Right before arriving in Venice, the train stopped at Maestre, an ugly industrial suburb outside Venice proper. Then it rolled over a quay, pulling into Santa Lucia station. The station was like any small train station, and I had no idea what to expect next. But when I stepped outside the station, this is what I saw.









I realized at that point that every cliche I had heard about Venice was true. It was certainly unlike any place I’d ever been before, and throughout the days I was there, I continued to be astounded by the beauty of the city. That beauty was evident everywhere, in the buildings, the sculpture, the canals with their ever changing reflections, and even a worn brick wall that had weathered to improbable colors.

























One of the interesting aspects of Venice was that it could be quite quiet and peaceful despite its hordes of tourists. As soon as you stepped away from the main tourist areas and started to walk the back streets, the feel of the city changed. It became easy to imagine the Venice of another time in those quiet streets.

We stayed in Giudecca, south of the main neighborhoods of the city. From the fondamente (the small path alongside the water), you could see Dorsoduro and St. Marco, areas crowded day and night. Giudecca, however, felt like an ordinary neighborhood, filled with small apartment blocks and lines of washing hanging out to dry. At night, walking along the back lanes to our B&B, we rarely saw anyone. We later discovered that Guidecca was home to a luxury Hilton and a small showroom selling beautiful home decorating fabrics made from original Fortuny designs.

On one of our days in Venice, we decided to visit Burano and Murano, two islands not too far from the main part of Venice. Once a fishing village and a place where women made handmade lace, Burano now feels a bit like a recreated village whose raison d’etre is tourism. Still, despite the fact that the food was bad and the lace on offer in the many stores is made in China, Burano was very pretty. Its distinguishing features include brightly colored houses and charming little canals. It also has a leaning tower similar to that in Pisa, though smaller.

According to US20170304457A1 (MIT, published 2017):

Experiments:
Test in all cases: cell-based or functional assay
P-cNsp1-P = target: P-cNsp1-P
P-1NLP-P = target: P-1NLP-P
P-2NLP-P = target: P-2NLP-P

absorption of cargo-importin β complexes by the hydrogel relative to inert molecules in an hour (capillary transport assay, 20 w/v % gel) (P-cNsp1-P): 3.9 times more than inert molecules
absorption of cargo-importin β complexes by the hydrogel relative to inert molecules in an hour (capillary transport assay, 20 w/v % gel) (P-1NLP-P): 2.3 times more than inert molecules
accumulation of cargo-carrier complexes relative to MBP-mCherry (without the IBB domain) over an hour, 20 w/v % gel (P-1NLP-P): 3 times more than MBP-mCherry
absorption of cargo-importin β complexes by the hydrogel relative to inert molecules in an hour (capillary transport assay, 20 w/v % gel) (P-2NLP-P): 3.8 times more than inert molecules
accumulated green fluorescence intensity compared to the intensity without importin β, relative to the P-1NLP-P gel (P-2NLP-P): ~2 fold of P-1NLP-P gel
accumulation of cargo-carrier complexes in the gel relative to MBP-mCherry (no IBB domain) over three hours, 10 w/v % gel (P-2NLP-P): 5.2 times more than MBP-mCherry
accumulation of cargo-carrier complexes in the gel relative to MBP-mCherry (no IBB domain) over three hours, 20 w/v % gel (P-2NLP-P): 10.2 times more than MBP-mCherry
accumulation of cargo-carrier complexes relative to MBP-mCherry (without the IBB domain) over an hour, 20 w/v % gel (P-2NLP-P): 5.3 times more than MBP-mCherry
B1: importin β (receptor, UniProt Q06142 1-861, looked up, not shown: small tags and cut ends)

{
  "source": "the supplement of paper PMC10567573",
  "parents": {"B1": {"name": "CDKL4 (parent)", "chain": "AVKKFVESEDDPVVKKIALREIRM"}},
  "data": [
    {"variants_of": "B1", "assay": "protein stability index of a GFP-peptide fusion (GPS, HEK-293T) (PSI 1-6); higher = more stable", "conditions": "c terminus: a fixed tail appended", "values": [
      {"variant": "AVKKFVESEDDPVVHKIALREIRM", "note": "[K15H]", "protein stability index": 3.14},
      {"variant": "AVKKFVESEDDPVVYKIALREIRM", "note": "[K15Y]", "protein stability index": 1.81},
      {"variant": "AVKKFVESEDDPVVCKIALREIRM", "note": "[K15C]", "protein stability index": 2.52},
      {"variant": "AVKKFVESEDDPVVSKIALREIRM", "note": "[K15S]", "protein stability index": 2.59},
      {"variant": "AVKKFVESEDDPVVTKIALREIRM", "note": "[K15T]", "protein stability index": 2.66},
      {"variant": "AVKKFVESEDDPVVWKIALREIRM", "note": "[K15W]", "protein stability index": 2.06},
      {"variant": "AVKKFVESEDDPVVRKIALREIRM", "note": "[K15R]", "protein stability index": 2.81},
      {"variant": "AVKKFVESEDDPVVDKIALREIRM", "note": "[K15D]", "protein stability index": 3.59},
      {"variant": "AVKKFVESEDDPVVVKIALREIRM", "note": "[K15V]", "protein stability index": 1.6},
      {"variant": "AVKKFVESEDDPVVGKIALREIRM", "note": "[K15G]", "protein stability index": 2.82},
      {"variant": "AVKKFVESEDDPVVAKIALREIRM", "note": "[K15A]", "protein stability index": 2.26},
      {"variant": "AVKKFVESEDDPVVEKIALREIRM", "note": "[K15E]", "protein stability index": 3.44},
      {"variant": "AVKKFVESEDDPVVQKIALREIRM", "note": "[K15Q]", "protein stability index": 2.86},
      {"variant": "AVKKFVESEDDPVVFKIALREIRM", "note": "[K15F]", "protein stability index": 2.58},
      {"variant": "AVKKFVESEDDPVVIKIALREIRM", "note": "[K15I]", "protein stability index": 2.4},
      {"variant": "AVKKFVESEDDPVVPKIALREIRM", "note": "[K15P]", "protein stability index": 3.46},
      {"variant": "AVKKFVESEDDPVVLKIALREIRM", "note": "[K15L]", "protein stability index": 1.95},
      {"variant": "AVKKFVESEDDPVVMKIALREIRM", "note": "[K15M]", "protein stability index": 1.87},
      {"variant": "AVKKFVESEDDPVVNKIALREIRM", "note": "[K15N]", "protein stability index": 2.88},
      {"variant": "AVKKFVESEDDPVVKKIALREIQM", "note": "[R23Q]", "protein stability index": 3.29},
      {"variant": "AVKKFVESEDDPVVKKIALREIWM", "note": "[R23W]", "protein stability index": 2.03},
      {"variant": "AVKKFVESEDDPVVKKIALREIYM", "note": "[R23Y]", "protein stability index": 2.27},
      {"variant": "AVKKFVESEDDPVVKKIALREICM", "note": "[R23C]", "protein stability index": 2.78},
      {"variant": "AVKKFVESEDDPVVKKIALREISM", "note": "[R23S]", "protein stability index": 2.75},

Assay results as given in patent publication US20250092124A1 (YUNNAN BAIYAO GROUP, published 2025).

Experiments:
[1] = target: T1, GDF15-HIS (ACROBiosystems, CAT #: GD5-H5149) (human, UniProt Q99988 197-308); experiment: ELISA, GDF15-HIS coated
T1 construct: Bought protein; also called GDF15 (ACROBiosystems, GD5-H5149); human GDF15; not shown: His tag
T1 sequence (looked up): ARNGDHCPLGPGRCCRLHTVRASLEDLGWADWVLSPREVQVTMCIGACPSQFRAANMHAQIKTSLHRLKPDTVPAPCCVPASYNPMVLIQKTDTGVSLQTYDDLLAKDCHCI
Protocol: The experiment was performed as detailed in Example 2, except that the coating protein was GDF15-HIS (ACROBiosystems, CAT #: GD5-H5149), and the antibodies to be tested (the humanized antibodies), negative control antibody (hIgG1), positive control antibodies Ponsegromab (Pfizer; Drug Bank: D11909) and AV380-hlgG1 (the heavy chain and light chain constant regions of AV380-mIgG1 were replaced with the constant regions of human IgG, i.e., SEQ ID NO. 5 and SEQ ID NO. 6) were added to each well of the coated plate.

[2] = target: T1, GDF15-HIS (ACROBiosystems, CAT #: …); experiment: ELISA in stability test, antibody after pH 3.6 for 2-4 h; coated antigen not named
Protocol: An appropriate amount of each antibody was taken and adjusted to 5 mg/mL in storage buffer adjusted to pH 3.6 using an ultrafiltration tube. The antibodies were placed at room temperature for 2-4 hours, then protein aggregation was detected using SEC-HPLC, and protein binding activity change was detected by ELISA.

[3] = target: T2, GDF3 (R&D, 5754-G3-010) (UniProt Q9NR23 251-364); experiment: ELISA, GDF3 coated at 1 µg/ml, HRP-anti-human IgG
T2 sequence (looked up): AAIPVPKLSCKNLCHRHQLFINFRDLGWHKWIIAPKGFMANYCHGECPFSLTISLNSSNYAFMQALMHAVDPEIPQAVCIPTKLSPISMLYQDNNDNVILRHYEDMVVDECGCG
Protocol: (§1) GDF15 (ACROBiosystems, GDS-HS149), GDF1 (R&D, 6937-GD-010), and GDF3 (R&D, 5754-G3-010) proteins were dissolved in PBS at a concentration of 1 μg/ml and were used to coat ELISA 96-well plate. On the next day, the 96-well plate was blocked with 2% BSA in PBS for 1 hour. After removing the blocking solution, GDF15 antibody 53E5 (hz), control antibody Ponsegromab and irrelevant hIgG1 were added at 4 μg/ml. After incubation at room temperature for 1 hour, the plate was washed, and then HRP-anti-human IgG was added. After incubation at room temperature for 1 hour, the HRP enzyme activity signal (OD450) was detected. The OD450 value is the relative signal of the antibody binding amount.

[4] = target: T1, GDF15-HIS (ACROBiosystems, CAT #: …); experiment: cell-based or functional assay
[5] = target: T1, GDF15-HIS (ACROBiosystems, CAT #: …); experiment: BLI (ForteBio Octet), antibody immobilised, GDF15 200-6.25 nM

Murano is famous for its glass. Glass has been made on the island since the 13th century when glass making was moved from Venice to Murano because it posed a fire hazard to Venice’s wooden buildings. Although some Murano glass is now imported from China or made for a mass market trade, the island still contains some working factories as well as many glass showrooms selling beautiful pieces along with lots of kitsch.

As I peered into the open doors of one of the factories, a worker hammed it up for me as I took his photograph.










A brief walk through some back streets of Murano yielded a very modern sculpture, quite different from the more sedate sculptures seen in Venice proper.













Two other places stood out for me in Venice. One was the Peggy Guggenheim Museum, and the other was the Jewish Ghetto. The Guggheim Museum sported a wonderful collection of contemporary art, including works by Picasso, Dali, Klee, Rothko and Moore, among many others. The collection is housed in Guggenheim’s former palazzo, located on the Grand Canal. It is very varied and consists of both sculpture and paintings. The art works are thoughtfully presented and not crowded together, allowing visitors to savor each piece. The buildings comprising the museum are quite beautiful, increasing the pleasure of the viewing experience.










At the canal entrance is a wonderful statue by Marino Marini, aptly called The Angel of the City. The “angel” looks upon the canal in exuberant joy.













The museum also contains a restful courtyard and some amazing views across the Grand Canal. Below are some pictures taken through a decorative scrollwork window covering.




















Venice’s Jewish Ghetto has a long history and some powerful, though disturbing art. From the 16th to 18th centuries, Venetian Jews were forced to live in the ghetto, once the site of a foundry. (The word “ghetto” originated from the Italian spelling of “gheto”, the Venetian word for foundry.) Shakespeare made this neighborhood famous through his references to it in The Merchant of Venice.

Unlike in the rest of the Venice, the buildings in this area are very tall, some  7 floors high. The height of these buildings resulted from so many people being forced to live in such a small area. Several synagogues were housed in the top floors of some of these buildings.